Beautiful Life’s Style Tips & Tricks #1

Posted by Nancy Gibson on

Tip #1 - Do not blindly believe the size on a tag.

We’ve all been there; you walk into a shop in a great mood and every time you turn around there’s something else you absolutely love. You start picking everything up until the fitting room is completely full. You can’t wait to get in there and start trying on all of your amazing finds, but when you finally start unzipping and taking things off hangers, hardly anything fits how you imagined. One shirt is too tight on your arms, another shirt has too much fabric and makes you feel frumpy, two others show rolls you didn't even know you had. By the time you find one you like you’re so discouraged that you don’t even feel like walking to the counter.

The kicker? They were all a size medium - the size you swear you’ve always worn. What’s the deal? 

Let’s just get this part out of the way right now- It is 100% how the garments are made and 0% about how your body is made. Read that again.

Okay, now that we’ve settled that, let’s talk about 4 reasons that this sizing catastrophe happens and how we should approach each sizing situation as a consumer.

1. The simplest answer to this issue is that instead of using a generic size chart, each designer generally comes up with their own sizing based on their target market. Here is an example of how this situation would play out in real life: A teenage girl walks into a Forever 21 and tries on a size small shirt and it fits her perfectly. This is because she is that store’s “target customer”, but if that same girl walks into a White House, Black Market and tries on a size small, it will most likely be too big for her because their “target customer” is a young professional over age 25.

This same thing could happen at a shop like ours- some of our brands have target markets that are age 18-25, while others are designed for age 30+. This doesn’t mean someone who is 45 can’t wear the first brand, it just means they’ll most likely have to size up.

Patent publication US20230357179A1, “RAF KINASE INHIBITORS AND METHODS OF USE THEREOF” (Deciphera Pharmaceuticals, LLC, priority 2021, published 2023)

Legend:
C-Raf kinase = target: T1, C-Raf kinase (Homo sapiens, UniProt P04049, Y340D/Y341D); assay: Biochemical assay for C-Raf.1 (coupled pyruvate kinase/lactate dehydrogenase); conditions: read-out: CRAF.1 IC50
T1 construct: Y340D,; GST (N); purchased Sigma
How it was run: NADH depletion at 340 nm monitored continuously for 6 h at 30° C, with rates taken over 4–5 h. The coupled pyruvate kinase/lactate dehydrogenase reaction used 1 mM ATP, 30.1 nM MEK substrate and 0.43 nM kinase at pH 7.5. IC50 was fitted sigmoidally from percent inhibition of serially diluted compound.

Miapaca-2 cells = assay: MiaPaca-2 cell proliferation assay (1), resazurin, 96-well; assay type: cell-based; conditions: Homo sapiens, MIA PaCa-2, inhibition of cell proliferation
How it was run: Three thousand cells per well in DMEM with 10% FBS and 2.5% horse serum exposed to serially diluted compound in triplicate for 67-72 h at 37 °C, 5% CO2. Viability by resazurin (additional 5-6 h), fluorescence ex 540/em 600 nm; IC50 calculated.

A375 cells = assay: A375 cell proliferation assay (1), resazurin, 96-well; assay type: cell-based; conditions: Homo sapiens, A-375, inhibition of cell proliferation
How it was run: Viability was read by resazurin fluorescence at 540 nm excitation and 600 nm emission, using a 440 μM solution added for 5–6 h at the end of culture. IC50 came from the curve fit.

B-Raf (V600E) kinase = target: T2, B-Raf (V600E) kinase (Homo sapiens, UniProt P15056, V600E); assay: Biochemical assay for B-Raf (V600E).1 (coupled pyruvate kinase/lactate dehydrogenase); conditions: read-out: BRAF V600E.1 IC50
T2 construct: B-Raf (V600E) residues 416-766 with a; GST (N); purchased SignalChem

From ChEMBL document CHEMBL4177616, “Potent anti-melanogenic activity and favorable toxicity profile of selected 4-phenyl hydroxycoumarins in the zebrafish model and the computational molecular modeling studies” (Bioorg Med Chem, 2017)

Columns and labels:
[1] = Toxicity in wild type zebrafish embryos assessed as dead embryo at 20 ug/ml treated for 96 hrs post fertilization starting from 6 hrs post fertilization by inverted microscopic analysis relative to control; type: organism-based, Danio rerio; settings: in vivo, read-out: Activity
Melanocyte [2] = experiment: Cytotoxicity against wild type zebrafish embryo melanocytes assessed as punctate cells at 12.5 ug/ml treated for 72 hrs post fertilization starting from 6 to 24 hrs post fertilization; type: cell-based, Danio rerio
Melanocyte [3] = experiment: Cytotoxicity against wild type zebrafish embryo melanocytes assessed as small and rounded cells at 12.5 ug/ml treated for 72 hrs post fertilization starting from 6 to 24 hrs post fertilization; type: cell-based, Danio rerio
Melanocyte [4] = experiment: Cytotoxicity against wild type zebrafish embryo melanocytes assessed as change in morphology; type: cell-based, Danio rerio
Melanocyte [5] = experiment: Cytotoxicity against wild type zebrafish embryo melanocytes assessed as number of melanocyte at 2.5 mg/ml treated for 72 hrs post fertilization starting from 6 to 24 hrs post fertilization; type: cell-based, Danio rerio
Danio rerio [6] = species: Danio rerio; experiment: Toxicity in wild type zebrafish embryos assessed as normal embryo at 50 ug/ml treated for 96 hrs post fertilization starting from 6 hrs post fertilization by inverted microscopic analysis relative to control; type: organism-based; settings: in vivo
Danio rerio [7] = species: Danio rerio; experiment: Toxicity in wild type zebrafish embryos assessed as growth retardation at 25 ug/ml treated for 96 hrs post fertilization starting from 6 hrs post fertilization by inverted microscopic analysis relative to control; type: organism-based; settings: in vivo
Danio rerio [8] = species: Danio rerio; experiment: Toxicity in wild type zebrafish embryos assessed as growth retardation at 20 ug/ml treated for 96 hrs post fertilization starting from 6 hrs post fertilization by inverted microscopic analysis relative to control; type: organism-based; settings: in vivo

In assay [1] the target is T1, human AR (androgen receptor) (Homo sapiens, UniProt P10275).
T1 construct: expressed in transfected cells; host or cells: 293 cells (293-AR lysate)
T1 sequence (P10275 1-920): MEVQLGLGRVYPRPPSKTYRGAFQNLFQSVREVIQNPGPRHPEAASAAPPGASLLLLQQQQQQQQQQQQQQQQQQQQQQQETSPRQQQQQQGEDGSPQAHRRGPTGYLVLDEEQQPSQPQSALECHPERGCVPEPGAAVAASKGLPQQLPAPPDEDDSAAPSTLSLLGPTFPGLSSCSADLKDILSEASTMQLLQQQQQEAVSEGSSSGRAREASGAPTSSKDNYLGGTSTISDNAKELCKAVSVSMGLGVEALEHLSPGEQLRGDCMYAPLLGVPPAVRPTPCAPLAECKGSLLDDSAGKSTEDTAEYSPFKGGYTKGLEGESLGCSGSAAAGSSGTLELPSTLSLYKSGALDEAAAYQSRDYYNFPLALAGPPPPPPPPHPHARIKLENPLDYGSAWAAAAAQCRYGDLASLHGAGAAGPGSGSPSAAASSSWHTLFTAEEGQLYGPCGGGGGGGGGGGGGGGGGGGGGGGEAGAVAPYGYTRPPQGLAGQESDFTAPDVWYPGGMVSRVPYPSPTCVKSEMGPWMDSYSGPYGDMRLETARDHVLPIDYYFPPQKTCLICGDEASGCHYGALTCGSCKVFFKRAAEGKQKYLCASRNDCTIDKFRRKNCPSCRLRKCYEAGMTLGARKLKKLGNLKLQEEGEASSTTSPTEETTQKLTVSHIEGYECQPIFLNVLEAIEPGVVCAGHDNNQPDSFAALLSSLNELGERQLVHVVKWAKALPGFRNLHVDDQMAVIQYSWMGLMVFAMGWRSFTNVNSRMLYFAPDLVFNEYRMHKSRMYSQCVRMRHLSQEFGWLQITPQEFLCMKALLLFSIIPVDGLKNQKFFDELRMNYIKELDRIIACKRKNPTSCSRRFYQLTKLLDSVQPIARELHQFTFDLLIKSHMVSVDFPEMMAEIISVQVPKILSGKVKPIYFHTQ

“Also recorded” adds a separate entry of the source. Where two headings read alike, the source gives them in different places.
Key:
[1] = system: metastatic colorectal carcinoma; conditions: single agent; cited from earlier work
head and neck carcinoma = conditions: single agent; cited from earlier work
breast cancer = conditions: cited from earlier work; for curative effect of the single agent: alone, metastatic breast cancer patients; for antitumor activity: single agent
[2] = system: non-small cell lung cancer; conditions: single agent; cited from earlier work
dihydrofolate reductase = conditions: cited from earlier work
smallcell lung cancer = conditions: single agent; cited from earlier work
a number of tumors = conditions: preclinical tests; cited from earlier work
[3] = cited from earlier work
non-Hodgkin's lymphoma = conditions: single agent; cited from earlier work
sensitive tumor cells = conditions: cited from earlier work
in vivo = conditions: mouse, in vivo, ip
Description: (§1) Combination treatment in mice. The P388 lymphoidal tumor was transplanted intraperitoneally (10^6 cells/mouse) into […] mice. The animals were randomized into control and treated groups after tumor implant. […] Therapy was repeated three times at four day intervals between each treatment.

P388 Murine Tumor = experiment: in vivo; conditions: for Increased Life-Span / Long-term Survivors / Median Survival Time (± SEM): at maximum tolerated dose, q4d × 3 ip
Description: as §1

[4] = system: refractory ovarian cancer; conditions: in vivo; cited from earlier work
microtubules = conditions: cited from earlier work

Something else to keep in mind about size charts- They’re always based off of generalizations. No two bodies are exactly alike (yay for individuality!), so how is a size chart supposed to be made that makes sure every person’s arms, legs and waist are accounted for? It would be impossible. 

When something doesn’t fit in the size you think it should, don’t take it so personal. Just grab the size up or down, then cut the tag out if you need to!

2. The second most likely reason is because of how the item was designed to fit. Clothing is made to fit in such a wide variety of ways these days. “Oversized” (AKA too big for you) is a very on-trend fit right now. Which means when the designer made the garment, they meant for it to fit you at least one size too big.

Keep in mind that when it fits big, it may actually fit perfect according to the original design of the garment. However, YOU are the consumer. You are the one who is buying it and wearing it! So, if you don’t want it to fit so big, size down until your heart’s content and you feel good!

Same goes for when something fits a little too tight- just because it was designed to fit that tight, doesn’t mean that you have to wear it that way. Size up! Do not ever be ashamed to size up. It’s a style thing- not a body size thing. If you want your style to be tight fitted shirts, then buy the tight fitted shirt in your “normal” size and rock it! But, if you want to wear that same fitted shirt and also have it look the most flattering, then size up until you feel comfortable. Again, there is no shame in trying on more than one size until you find the correct fit. 

This is important, so lean in close: A shirt that fits you well in a size large is more flattering than a shirt that fits you too tight in a size small. No one sees the tag when you’re wearing an item of clothing, they just see how it fits you.